Permanent Diaconate Yr 4 – November Update

Brothers and sisters in Christ,

Greetings from Cold Lake! It is exciting to be able to write that vs greeting you from Edmonton. I’m currently on my “Reading Week” break. For some schools, this is a nice mid-term vacation. For others, it’s a week of studies and homework. Unfortunately I’m in the latter group, so I’m working away at getting a paper on St. Francis de Sales completed!

This last month was mostly school, school, and more school. We wrapped up our first ‘Church History’ course for the diaconate, and started a second history course. We also had our second formation session of the year. I was assigned ‘baptism’, so I had to prepare a baptism outside of the Mass liturgy, complete with homily. It was my second homily I had written, and I THINK there was improvement over the first. My other brothers in the program were assigned Sunday Celebration of the Word, Marriage, and Funeral. In then next two formation sessions we are assigned a different rite, so we get practice on 3 of the 4 main rites we will preside over.

I also made a trip to St. Paul to attend Father Jestoni’s ordination to the priesthood. Thanks be to God, we have another priest in the diocese! I also had the honour of serving as Acolyte for Archbishop Richard, who celebrated a Mass for us at Newman Theological College. We had our fall programming meeting for Camp St. Louis, I came home to attend the Assumption Reunion (thanks to all those who planned the event, it was great!), did some adult server training, and served at the Anniversary Mass and Church Dedication in Mallaig,

The next month will be focused on 3 big papers which I have to write. One is on St. Francis de Sales (noted above). The other is on St. Anselm’s “Cur Dues Homo’. The final one is on a theme in the Gospel of John (I haven’t chosen the theme yet).

One thing I’ve been asked a fair bit is what the life of a deacon is like. So, I thought this month I would do a quick breakdown of a “Day in the life of a deacon”. These are not in order of priority, but I’ve ordered them to make sense of a typical day. I also use the term “we”. While not yet ordained a deacon, our formation process gradually configures our lives to that which we will live after ordaination. So, you will see many of the same characteristics in a candidates daily life as you will see in an ordained deacons life.

-First is sleep. 8 hours of sleep. Have to keep you mind and body health. That leaves 16 hours.

-Next is work. 8 hours a day for our day jobs. Deacon’s are responsible for maintaining their own employment, as they are not paid for their ministry in the Church. I am unique in that I also have a day job for the Church. Most of our North American deacon’s are retired, with the others having jobs in almost every field. In my cohort, Mitch is a welder, Greg worked for many years as the facilities manager for a school division, and Jose is an engineer in the oil sands. That leaves us 8 hours left in the day.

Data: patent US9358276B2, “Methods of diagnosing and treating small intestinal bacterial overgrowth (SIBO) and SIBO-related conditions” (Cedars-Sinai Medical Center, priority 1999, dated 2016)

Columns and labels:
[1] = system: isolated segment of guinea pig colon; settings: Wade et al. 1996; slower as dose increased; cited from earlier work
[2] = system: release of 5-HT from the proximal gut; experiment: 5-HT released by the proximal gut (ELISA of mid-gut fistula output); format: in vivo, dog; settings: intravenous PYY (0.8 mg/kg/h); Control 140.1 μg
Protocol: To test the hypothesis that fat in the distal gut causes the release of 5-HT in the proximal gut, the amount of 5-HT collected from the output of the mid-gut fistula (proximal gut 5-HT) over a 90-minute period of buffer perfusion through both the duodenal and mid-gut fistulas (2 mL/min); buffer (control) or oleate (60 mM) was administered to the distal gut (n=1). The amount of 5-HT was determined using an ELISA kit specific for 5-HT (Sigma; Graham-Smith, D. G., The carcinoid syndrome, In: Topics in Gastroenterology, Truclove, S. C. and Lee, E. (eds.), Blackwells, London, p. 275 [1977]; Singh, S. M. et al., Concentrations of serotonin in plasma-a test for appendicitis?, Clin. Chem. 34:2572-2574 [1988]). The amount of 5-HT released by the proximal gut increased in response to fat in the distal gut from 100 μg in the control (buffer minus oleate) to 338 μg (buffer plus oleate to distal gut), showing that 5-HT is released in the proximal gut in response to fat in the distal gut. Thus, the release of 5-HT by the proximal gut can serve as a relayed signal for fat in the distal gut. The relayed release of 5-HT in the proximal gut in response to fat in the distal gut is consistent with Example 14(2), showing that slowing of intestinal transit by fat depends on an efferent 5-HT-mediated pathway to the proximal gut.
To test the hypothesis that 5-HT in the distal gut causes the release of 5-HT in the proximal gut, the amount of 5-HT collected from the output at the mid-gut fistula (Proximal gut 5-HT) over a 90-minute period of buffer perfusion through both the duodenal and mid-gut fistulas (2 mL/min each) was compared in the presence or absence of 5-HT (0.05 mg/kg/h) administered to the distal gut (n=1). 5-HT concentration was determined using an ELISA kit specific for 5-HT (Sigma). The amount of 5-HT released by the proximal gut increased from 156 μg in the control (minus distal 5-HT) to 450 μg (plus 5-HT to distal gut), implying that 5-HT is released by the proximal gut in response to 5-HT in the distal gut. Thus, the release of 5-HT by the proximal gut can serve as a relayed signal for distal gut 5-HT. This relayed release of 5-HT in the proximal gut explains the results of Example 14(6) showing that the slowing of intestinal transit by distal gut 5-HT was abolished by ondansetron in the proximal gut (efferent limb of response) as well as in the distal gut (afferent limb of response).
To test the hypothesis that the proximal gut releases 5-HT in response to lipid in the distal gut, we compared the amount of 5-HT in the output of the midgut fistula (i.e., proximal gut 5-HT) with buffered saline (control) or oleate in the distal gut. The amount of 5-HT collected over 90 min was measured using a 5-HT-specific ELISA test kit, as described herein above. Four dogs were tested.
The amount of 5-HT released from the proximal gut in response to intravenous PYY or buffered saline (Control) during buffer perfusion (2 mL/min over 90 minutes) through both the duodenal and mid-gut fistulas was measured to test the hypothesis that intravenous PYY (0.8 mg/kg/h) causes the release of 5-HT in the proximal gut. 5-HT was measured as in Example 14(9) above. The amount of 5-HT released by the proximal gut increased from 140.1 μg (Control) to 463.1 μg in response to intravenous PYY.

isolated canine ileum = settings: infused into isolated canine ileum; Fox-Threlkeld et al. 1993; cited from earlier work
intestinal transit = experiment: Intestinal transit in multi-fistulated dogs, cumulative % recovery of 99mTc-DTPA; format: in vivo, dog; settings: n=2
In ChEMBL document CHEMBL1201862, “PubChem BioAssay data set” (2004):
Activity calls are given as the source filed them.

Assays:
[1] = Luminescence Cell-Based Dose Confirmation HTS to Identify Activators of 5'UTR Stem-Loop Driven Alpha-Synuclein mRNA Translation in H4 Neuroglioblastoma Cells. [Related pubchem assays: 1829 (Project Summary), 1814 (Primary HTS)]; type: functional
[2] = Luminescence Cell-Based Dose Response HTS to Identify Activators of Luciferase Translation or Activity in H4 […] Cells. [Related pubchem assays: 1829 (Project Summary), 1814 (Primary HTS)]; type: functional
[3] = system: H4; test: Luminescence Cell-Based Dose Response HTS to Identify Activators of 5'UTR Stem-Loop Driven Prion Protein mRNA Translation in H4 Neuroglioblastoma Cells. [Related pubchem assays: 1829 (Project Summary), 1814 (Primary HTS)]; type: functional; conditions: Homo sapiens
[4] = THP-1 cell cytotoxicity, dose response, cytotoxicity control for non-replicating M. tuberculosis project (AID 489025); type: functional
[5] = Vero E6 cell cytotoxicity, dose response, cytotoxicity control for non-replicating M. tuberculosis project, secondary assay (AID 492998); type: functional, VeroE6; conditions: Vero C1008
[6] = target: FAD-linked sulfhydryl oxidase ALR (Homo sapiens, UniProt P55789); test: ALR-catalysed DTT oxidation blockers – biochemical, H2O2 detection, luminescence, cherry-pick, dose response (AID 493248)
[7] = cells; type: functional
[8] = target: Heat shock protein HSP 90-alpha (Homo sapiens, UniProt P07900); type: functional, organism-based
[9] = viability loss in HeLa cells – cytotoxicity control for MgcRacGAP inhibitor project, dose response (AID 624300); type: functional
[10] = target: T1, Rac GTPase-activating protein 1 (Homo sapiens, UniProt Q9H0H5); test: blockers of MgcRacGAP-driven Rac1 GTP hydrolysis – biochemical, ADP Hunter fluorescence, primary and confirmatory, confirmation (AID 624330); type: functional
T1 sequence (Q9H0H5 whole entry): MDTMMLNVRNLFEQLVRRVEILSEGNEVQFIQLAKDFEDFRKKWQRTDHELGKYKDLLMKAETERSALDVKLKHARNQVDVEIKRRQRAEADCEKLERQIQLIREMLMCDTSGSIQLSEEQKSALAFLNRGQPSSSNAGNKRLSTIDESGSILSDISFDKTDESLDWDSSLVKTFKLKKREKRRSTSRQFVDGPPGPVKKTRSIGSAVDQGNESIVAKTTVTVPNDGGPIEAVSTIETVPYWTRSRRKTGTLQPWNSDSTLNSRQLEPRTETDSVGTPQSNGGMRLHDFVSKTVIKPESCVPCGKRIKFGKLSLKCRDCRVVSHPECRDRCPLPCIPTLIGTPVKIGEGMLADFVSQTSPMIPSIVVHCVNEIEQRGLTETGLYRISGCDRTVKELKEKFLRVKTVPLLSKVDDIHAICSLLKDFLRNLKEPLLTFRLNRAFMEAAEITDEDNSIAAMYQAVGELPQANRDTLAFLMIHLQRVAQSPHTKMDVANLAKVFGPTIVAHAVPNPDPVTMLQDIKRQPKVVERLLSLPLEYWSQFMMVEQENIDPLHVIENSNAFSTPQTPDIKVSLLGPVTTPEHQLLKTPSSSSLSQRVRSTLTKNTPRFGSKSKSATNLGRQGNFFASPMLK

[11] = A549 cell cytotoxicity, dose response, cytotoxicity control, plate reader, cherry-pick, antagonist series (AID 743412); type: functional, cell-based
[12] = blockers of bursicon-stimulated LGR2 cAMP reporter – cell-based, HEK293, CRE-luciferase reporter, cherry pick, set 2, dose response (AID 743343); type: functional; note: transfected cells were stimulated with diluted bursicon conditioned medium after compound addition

-In our remaining 8 hours, we juggle our ministry and family life. Our families come first. Bishop Paul is wonderful in that he makes it very clear that they are our first priority. So, this time is for our spousal and parental duties. Many of our deacons are also grandparents. This is where Anna, Aspen and I try to blend ministry with family. We do ministry together, to give us more time together!

-For ministry (which in order of priority comes after our family AND after maintaining our employment), we are first nourished by the sacraments. We are encouraged (and most of us do) attend Mass daily. We are also required by Canon Law to pray the Liturgy of the Hours. While priests and bishops are required to pray the full office, we are only required to pray morning and evening prayer. Next, we are nourished by scripture. Either through our studies, preparing homilies, lectio divina, praying the liturgy of the hours, attending Mass, or simply “reading the bible”, we must constantly nourish ourselves with Scripture. Then we have our ministries. What we see of our deacons at the Mass (and other liturgical rites such as marriage, funerals, baptisms) is typically only a small portion of their ministries. Jose is heavily involved in Couples for Christ, and spends a lot of time travelling as a missionary to the various First Nations communities around Fort McMurray. Greg is very involved in Eucharistic Adoration, assists on many building and renovation projects for the diocese, and often travels to the outlying parishes to assist. Mitch teaches Bible Study, visits those in seniors homes and assists in various diocesan projects. Deacons are typically on many parish committees, involved in sacramental preparation, do hospital visits, work in the food banks, etc. The deacon is called to service/charity, typically in the fringes (often where our priests simply don’t have the time to go). When you do the math (1.5 hours per day for Mass and prayer, 1.5 hours for meals with family, etc), there isn’t much time to juggle ministry and family. Yet, that is why our deacons are ordained. They are configured to Christ through the imposition of hands and the prayer of consecration, and it is God’s grace that allows them to successfully conduct their ministry! That, and very understanding wives and children!

Please continue to pray for me, just as I always pray for you!

God bless you and keep you safe!
RY

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